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Tokyo 2020 official film to reflect public opposition to Games

The official film of the Tokyo 2020 Olympics will reflect public opposition to holding the event during a pandemic and challenge the idea that the coronavirus can be “defeated” like an enemy, according to its director.

Naomi Kawase told the Financial Times in an interview ahead of the opening ceremony on Friday she had to radically rethink her approach to documenting the Games because of the health crisis.

“About half a year ago, I thought it was a very easy-to-understand theme that the Olympics were proof that the world had overcome the coronavirus,” said Kawase. 

“However, since then, my way of thinking has changed a little to a feeling that it cannot be overcome,” said the maker of critically acclaimed films such as Still The Water and The Mourning Forest, which deal with grief, romance and family.

Kawase’s comments came as Tokyo wrestles with the practical challenges of hosting a multibillion-dollar global showcase while the city is under a state of emergency. 

Organisers are also facing a public relations battle, with some big sponsors appearing to question the benefits of being associated with the Games. Toyota and Panasonic have decided against running television advertising campaigns in Japan that directly reference the Games.

Kawase said the high-profile film would no longer follow a simple, optimistic narrative and would instead incorporate a wide spectrum of views on the meaning of holding the Games during the pandemic. Measures in place to prevent the spread of the virus include banning spectators from almost all events, creating an atmosphere that no previous Olympics film-maker has had to confront.

“You can’t win, you can’t defeat corona; you can have corona, you can have infections,” she said. “We have to think about how to face this and get on with life, not to suppress it from the perspective of human beings trying to beat something. I think it is a very egoistic attitude to think that you can eradicate something that is not going to go away.”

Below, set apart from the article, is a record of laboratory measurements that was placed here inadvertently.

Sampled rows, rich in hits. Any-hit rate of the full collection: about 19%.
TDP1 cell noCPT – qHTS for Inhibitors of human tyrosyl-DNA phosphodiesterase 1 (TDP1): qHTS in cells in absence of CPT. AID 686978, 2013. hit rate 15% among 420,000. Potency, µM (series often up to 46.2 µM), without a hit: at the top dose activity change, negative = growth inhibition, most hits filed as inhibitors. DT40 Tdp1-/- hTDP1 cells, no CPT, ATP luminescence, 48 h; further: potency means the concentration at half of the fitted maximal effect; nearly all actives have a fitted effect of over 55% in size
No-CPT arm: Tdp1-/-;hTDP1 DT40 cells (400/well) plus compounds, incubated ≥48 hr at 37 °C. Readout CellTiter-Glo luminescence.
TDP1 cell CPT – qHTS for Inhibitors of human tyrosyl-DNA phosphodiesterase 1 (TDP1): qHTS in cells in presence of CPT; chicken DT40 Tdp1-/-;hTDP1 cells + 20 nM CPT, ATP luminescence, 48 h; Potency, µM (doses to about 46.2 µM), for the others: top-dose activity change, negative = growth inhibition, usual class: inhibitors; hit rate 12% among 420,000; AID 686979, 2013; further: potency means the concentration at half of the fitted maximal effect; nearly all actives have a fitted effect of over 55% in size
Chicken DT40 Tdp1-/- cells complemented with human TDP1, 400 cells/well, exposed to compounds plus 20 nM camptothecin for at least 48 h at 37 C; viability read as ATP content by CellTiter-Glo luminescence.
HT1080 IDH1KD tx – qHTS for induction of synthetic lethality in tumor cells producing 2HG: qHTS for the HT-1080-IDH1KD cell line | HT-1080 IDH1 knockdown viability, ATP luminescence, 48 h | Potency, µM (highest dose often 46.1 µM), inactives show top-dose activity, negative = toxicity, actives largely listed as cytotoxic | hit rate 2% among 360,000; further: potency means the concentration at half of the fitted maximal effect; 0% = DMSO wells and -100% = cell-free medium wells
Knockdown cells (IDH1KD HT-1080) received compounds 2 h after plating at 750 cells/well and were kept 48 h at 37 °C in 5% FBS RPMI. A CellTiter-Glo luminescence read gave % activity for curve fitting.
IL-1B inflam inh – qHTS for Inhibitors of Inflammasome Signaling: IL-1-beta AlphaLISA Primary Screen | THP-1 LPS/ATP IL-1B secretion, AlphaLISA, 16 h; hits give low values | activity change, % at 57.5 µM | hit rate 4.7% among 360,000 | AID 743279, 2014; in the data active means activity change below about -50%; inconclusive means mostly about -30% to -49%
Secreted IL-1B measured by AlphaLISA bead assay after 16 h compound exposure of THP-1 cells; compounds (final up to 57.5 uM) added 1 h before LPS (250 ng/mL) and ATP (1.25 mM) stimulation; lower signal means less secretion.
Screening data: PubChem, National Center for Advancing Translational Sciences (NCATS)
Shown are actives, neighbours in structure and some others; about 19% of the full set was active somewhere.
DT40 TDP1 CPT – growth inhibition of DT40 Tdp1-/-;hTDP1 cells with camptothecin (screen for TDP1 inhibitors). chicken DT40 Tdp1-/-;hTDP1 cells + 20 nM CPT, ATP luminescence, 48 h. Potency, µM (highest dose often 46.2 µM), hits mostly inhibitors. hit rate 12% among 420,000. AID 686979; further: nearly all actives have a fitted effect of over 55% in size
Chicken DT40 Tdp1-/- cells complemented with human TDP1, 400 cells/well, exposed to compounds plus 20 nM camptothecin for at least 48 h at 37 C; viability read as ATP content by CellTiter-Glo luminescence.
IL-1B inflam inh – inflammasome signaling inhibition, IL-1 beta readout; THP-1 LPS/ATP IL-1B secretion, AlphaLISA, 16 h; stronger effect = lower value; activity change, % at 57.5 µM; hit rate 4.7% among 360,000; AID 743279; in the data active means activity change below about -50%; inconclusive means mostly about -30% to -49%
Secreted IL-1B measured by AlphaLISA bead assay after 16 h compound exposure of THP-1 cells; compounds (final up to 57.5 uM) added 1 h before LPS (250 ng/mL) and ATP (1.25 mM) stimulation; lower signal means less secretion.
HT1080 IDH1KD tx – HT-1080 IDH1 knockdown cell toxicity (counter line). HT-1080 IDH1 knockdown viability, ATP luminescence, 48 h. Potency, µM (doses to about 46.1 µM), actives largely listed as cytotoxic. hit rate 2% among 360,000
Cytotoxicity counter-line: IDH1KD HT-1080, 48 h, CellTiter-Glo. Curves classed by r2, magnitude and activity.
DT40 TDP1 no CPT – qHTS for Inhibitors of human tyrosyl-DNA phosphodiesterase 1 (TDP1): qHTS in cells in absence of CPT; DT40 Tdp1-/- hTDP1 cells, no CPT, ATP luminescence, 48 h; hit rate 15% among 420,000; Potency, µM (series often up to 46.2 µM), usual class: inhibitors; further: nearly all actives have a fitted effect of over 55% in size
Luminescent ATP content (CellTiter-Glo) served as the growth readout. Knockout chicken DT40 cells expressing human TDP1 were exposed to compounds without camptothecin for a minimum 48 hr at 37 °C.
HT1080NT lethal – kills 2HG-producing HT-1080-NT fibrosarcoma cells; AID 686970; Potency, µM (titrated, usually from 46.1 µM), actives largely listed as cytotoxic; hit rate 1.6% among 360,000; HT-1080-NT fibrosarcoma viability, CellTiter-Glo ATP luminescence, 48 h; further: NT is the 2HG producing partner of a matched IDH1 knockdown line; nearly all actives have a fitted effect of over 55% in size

Kawase won the Camera d’Or at the Cannes Film Festival in 1997 for Suzaku, her debut feature, and has been celebrated for its ruthless but low-key dissection of modern Japanese society. She was selected in 2018 by the International Olympic Committee to make the film, but had to argue to be allowed to pursue her “unique” approach, saying she had assumed last year that all Japanese would pull together and work hard to host the Games.

“I was too optimistic,” Kawase said, adding that more people were questioning why the Olympics were going ahead when lives were potentially in danger. “So in the end, we have to go ahead in the current situation where the majority in Japan is against the Olympics. It is a division we did not really expect and so capturing that division for the film will, I think, create a very rare historical record.”

Kawase’s challenge as a documentarist of the Olympics follows the tradition of Kon Ichikawa, the Japanese director chosen to capture the 1964 Tokyo Olympics. His portrayal of the event enraged both Olympic officials and the Japanese government, which demanded edits he was not prepared to make.

Although public opposition to the games has shifted as the opening ceremony approached and a larger percentage of the population has been fully vaccinated, the most recent polls showed a majority of the public remained opposed to holding the Games.

A group of academics and other prominent figures made a last-ditch bid this week to convince the Tokyo government to cancel the event. Their petition claimed that it was “insane” to host the Games under current circumstances. 

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